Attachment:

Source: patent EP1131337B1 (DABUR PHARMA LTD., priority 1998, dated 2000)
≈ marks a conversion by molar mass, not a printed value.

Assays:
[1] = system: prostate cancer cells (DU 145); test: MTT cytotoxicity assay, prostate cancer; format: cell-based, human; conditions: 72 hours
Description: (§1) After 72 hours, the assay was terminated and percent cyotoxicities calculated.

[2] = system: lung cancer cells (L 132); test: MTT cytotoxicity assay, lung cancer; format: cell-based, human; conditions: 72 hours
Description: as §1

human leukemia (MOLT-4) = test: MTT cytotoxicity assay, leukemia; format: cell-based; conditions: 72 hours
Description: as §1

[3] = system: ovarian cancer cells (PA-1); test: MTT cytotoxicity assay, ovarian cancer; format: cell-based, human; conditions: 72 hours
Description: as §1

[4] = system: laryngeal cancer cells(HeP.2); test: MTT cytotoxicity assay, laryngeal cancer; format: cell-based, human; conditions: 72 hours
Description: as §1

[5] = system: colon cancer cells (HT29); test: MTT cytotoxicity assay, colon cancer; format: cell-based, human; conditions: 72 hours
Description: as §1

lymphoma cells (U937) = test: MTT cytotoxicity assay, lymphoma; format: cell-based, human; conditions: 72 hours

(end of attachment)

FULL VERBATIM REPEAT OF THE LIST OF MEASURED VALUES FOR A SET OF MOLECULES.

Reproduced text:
Source: patent EP1131337B1 (DABUR PHARMA LTD., priority 1998, dated 2000)
≈ marks a conversion by molar mass, not a printed value.

Assays:
[1] = system: prostate cancer cells (DU 145); test: MTT cytotoxicity assay, prostate cancer; format: cell-based, human; conditions: 72 hours
Description: (§1) After 72 hours, the assay was terminated and percent cyotoxicities calculated.

[2] = system: lung cancer cells (L 132); test: MTT cytotoxicity assay, lung cancer; format: cell-based, human; conditions: 72 hours
Description: as §1

human leukemia (MOLT-4) = test: MTT cytotoxicity assay, leukemia; format: cell-based; conditions: 72 hours
Description: as §1

[3] = system: ovarian cancer cells (PA-1); test: MTT cytotoxicity assay, ovarian cancer; format: cell-based, human; conditions: 72 hours
Description: as §1

[4] = system: laryngeal cancer cells(HeP.2); test: MTT cytotoxicity assay, laryngeal cancer; format: cell-based, human; conditions: 72 hours
Description: as §1

[5] = system: colon cancer cells (HT29); test: MTT cytotoxicity assay, colon cancer; format: cell-based, human; conditions: 72 hours
Description: as §1

lymphoma cells (U937) = test: MTT cytotoxicity assay, lymphoma; format: cell-based, human; conditions: 72 hours